Tuesday, November 17, 2015

Orthocuban on how praise and adulation are temptations to sin and egotism in priests and religious leaders


Bishops, Priests, and Deacons are particularly subject to a couple of temptations. We are tempted by praise and adulation. As even Saint John Chrysostom admits, “I do not know whether anyone has ever succeeded in not enjoying praise.” I know I certainly have not succeeded. I enjoy being praised. I enjoy being told how good a sermon I preached. I enjoy hearing how my counsel simply changed someone’s outlook. Praise is deceptive because we do want to be good and faithful servants, and praise feeds that desire and allows us to feel as though that is true. As Jesus commented, we ought to say only that we are unworthy servants who have only done our duty. But, as Saint John admitted, that is a very difficult thing to say while actually believing it. Nay it is impossible, for Saint John comments that he does not know of anyone who has succeeded in such a thing. So, praise is deceptive because the praise can be true, but yet it still feeds our desire for adulation. The full deception of praise is that while being told the truth, we are in the process of being brought down and of having pride kindled within us.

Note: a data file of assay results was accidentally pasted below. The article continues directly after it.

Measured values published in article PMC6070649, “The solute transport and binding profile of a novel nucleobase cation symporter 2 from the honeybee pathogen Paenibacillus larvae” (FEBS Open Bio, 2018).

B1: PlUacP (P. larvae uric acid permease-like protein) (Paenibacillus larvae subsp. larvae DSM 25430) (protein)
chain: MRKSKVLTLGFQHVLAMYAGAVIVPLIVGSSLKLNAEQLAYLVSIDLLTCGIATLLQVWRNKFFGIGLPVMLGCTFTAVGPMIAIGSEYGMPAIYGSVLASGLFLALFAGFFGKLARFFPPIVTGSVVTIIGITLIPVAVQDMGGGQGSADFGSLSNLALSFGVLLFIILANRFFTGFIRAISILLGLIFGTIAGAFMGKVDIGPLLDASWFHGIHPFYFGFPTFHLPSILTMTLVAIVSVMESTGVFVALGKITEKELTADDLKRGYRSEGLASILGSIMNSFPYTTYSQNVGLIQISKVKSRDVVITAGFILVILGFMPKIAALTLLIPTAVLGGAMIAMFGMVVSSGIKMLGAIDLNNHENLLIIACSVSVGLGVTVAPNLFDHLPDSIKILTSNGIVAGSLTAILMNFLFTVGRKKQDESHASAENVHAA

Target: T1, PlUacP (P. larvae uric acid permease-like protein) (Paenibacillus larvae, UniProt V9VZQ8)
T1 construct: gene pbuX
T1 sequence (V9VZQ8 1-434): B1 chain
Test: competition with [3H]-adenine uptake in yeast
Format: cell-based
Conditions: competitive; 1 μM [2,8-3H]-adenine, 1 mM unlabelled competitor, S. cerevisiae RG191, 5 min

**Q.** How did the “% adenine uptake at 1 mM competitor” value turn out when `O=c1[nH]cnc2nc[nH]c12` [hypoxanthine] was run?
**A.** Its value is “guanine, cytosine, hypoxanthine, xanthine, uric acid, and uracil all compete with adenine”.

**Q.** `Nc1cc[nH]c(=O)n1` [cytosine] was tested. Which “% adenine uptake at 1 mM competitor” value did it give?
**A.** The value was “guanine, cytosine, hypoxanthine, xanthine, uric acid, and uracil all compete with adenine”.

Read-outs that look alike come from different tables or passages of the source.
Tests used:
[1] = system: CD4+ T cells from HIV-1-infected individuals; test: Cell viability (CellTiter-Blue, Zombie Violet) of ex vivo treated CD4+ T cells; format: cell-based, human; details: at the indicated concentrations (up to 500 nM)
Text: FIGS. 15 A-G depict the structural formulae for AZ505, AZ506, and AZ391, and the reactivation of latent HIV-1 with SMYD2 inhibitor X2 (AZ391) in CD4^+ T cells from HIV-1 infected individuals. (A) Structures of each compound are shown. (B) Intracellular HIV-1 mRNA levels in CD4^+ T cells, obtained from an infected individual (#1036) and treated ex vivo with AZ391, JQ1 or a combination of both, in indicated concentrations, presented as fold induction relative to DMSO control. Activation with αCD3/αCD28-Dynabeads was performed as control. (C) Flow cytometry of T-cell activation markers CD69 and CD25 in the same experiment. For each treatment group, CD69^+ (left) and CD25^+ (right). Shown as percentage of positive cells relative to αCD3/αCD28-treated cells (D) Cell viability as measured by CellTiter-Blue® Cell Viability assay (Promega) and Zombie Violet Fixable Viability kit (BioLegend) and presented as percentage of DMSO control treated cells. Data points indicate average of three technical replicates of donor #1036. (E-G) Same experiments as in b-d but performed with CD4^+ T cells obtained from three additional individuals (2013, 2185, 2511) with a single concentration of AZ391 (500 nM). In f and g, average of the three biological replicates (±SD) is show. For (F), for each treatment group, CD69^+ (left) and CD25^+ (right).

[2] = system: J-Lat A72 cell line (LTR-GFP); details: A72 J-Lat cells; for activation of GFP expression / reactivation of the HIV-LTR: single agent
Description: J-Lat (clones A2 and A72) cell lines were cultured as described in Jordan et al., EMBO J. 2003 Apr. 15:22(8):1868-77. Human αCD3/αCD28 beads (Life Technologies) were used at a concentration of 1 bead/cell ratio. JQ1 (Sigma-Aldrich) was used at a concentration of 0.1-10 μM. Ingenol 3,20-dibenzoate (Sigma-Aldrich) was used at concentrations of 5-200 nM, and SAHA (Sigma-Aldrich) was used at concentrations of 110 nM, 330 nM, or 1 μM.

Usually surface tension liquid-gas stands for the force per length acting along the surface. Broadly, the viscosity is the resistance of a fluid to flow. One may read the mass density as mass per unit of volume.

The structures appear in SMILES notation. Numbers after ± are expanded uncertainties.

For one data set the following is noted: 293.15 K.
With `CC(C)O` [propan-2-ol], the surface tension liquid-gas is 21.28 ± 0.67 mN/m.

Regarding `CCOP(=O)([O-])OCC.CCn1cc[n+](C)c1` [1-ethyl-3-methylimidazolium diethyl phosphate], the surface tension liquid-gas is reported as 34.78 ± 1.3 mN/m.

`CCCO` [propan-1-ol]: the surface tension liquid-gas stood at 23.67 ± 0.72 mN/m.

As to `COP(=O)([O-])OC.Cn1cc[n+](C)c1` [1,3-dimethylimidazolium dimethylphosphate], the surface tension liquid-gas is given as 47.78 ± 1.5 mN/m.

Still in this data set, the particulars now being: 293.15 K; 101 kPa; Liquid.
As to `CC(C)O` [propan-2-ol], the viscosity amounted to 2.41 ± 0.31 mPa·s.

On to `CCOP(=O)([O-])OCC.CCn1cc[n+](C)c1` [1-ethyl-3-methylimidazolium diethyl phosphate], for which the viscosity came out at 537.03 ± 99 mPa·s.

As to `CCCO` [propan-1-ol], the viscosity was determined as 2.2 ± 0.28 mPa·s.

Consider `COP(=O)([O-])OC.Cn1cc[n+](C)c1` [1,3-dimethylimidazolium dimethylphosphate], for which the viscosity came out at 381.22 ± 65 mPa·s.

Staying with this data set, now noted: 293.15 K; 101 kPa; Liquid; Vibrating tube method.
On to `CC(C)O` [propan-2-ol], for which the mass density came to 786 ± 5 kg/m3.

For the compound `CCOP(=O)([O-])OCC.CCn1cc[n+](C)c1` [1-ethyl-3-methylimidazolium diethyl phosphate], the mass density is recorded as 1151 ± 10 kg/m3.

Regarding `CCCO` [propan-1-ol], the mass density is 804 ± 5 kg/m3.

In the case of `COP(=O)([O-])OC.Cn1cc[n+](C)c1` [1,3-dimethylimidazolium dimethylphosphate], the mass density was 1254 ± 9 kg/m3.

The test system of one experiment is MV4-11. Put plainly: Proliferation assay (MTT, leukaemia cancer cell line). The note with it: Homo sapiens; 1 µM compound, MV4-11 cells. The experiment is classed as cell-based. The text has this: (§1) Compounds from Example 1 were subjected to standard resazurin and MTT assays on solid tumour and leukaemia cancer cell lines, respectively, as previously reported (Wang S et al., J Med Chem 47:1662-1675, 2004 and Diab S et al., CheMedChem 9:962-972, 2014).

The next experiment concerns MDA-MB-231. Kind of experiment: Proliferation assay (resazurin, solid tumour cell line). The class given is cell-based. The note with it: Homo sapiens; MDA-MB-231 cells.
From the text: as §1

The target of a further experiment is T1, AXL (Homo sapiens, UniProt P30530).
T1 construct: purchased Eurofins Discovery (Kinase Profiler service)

aka, if you revel in the praise of others, even if that praise is based on stuff that is true, it's a kind of spiritual death through which you're likely to harm others and yourself.

It's been a while since we've had a link to Orthocuban here at Wenatchee The Hatchet.  Presbyterian though I be, it's fun and useful to link to Orthocuban every so often.

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